The Legacy of Final Fantasy VII

I remember watching commercials for Final Fantasy VII when I was 11 and being blown away by the graphics. I’d only played the original Final Fantasy for NES, so the difference was outrageous. Cinematic cut scenes, 3D characters, huge swords—it was like watching a movie trailer. There was even a deep, manly voiceover to give it that extra level of macho appeal. Never before had I seen a game presented with such cinematic flair, though today that kind of pageantry is more commonplace in video games. It wasn’t until many years later that I had the opportunity to play Final Fantasy VII, but still I was impressed by just how much was involved in the game, especially considering that it was released in 1997. Do you realize that was before Nintendo had made the Game Boy Color? It even predates GoldenEye on the Nintendo 64.

Cloud Strife, everyone’s favorite spiky-haired, Buster Sword-wielding hero, has grown so much bigger than the walls of Midgar.  He has made multiple appearances in other video game sagas, most notably in Kingdom Hearts, and has even crossed platforms to storm into battle in Super Smash Bros. for the Wii U and Nintendo 3DS. Something about this character made a profound cultural impact.  So what is it about Cloud that makes us love him so much?  I mean, I don’t hear people pushing to get Cecil or Tidus into Smash Bros. Maybe it’s the mysterious appeal of Cloud’s broken and distorted background.  Or maybe the fact that he’s so flawed makes him more relatable to the average person.  Here’s a guy who pushes people away and has built his life and career on a lie he created to make himself look better.  Doesn’t sound like much of a hero, does he?  Yet, we find ourselves cheering for him the same way we enjoy seeing the redemption of anyone stuck in a dark place in life. 

Now, the internet is abuzz with the announcement that Square Enix is developing a Final Fantasy VII remake. It’s something the fan community has been begging for for years, and it’s finally going to happen. Here we are, almost 20 years after its original release, and Final Fantasy VII seems as popular as ever. For the FFVII virgins who are waiting to play the game when the remake comes out, I still recommend playing the original if you have the chance.  Playing the PS1 version will give you more of an appreciation for the game and will help you understand why everyone went crazy just because they saw the back of Cloud’s head in the teaser for the remake.  After investing 70+ hours journeying with Mr. Strife and his blocky features, a glimpse of Cloud with hair that actually breaks up into strands is enough to make you drool.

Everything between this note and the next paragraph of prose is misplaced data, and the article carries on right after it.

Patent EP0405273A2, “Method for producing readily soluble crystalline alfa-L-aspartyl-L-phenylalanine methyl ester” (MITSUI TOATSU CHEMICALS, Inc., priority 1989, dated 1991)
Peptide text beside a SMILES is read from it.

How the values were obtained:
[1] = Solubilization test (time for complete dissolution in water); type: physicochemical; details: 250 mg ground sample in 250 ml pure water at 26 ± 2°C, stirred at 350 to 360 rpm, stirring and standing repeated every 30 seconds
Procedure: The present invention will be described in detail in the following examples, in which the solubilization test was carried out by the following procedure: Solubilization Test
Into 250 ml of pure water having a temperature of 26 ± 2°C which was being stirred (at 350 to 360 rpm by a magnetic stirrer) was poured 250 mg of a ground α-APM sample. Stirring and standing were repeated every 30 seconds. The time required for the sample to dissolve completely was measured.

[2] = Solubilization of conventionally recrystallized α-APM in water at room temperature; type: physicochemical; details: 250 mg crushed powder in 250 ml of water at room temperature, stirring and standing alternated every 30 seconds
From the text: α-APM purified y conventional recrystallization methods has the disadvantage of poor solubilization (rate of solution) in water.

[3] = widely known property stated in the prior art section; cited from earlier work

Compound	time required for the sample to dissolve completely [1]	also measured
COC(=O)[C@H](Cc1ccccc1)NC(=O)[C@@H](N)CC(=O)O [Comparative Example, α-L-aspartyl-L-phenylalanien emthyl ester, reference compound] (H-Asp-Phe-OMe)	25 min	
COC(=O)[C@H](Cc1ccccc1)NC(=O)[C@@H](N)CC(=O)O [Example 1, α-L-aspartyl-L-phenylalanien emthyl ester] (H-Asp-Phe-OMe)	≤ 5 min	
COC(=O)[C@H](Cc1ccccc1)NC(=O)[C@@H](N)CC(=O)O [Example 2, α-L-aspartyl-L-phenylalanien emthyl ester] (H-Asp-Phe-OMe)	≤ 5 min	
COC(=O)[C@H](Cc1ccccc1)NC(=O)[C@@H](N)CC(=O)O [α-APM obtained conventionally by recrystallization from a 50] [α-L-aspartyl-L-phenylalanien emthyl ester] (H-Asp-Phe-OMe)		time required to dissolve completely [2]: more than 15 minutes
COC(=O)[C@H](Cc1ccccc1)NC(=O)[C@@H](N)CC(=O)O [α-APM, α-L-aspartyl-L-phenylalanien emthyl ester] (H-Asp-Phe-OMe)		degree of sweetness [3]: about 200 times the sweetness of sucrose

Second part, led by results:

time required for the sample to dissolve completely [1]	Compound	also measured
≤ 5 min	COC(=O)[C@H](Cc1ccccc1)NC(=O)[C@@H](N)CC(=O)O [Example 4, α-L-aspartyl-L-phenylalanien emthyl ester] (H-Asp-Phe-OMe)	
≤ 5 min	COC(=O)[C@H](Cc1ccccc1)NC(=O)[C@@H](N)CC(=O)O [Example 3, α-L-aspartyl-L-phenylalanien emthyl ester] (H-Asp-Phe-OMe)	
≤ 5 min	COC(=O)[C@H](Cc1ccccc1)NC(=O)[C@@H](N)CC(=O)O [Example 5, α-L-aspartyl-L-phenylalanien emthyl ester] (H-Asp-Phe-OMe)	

The original Final Fantasy VII isn’t perfect, by any means.  Due to some confusion on how the programmers wanted the characters to look, there are three different versions of their appearances.  I liked to pretend that they always looked the way they do in the cut scenes, but most of the time they are horribly proportioned polygonal figures with amazing thighs and forearms but pencil-thin biceps. Then there are the impressively bad typos and misuses of words that resulted from poor translations of Japanese (my favorite is “This guy are sick!”).  But beneath all these superficial flaws there is an amazing story about characters with depth that will carry you through the game. I’m not surprised that fans have been demanding a remake; imagine what Final Fantasy VII will be like with today’s graphics and standards.

Personally, I am glad to see that Final Fantasy VII has endured and continues to be regarded with reverence in the video game world.  An updated version of the game will introduce a new generation to the conflict with Shinra and their scheme to deplete the energy from the world through their Mako reactors.  And the appearance of Cloud in other series and platforms may win over new fans that possibly have never played a Final Fantasy game before.  So many of my favorite games have risen and fallen and have been shelved behind newer and shinier installments, but Final Fantasy VII continues to prove itself relevant to any era, whether it’s presented in the block-tastic graphics from 20 years ago or today’s near-realism. However you play it, FFVII is an RPG for the ages.

Bobby Wehner


Kendig Square location closing Arcades & Heirlooms: A Vintage Video Game Experience Review: Super Mario Odyssey Castlevania: Symphony of the Night The Legacy of Final Fantasy VII Taking Advantage NEO・GEO  The Luxury Console Go TURBO! The Cult Following of the TurboGrafx-16 retro-square museum